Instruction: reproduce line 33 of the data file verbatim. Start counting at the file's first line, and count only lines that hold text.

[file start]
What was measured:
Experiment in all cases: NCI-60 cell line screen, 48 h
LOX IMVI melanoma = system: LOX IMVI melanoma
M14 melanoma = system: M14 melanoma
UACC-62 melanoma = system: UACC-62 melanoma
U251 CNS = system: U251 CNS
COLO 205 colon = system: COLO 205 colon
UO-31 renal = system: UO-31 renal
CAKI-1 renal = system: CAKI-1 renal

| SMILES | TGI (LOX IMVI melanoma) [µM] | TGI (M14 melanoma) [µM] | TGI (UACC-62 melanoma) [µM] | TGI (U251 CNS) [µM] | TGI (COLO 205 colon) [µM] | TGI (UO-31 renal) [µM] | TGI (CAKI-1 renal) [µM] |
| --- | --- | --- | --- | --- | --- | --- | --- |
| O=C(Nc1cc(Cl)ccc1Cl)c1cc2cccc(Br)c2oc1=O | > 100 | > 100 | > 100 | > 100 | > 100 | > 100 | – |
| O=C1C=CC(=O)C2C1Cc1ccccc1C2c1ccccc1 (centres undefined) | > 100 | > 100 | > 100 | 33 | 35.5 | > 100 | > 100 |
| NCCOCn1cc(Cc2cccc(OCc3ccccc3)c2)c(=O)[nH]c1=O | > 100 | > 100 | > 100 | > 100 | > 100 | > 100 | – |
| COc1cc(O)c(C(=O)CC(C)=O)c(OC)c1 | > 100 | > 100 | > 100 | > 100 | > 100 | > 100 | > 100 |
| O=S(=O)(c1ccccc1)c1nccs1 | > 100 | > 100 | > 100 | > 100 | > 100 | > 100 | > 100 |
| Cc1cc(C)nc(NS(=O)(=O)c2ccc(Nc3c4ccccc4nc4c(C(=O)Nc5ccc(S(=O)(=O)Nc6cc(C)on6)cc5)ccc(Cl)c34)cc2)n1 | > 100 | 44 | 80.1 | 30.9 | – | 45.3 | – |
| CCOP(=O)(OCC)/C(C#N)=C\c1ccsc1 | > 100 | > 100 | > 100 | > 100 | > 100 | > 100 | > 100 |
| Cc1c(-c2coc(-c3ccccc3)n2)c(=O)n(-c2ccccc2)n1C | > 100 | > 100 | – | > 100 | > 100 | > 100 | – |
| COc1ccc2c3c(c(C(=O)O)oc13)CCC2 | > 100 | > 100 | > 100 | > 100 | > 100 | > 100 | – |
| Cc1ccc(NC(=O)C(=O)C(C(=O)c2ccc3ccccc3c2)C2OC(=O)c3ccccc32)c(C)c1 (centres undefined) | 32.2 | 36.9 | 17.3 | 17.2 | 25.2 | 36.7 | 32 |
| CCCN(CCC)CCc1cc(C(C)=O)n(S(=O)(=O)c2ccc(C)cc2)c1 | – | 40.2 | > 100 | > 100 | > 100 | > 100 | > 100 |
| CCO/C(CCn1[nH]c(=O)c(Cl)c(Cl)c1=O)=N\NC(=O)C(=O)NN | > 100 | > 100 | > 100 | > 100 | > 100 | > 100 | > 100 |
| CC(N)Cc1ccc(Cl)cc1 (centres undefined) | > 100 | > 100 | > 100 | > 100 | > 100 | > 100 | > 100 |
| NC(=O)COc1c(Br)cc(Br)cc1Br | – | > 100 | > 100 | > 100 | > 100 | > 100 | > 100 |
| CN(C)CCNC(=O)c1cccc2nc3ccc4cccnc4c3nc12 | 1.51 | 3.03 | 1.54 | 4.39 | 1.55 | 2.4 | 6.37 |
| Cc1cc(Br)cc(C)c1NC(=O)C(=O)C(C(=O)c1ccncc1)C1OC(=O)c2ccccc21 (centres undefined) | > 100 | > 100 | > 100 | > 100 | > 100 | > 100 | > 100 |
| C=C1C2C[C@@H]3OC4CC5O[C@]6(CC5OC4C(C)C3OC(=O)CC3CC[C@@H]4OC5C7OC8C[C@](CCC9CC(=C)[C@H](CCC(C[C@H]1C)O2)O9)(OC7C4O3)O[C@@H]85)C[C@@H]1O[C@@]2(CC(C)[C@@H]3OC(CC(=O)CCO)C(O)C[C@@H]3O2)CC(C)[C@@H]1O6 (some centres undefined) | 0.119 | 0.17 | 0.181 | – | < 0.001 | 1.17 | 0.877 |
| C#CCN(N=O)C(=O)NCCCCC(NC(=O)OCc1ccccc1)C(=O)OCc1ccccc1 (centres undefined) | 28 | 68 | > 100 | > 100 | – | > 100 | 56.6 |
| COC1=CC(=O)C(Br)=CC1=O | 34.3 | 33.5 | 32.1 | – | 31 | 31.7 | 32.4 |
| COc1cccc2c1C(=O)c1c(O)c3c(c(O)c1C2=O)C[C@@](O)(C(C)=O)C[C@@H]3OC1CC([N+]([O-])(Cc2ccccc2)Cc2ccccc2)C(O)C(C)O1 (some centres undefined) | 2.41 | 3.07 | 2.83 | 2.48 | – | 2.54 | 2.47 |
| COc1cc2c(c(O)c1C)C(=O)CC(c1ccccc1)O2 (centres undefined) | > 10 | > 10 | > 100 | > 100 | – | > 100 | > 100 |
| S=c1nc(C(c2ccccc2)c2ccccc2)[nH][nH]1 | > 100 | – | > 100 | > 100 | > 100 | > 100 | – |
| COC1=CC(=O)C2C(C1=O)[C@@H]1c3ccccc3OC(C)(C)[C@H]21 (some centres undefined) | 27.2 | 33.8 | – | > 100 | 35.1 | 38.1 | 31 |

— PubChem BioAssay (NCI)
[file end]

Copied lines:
| S=c1nc(C(c2ccccc2)c2ccccc2)[nH][nH]1 | > 100 | – | > 100 | > 100 | > 100 | > 100 | – |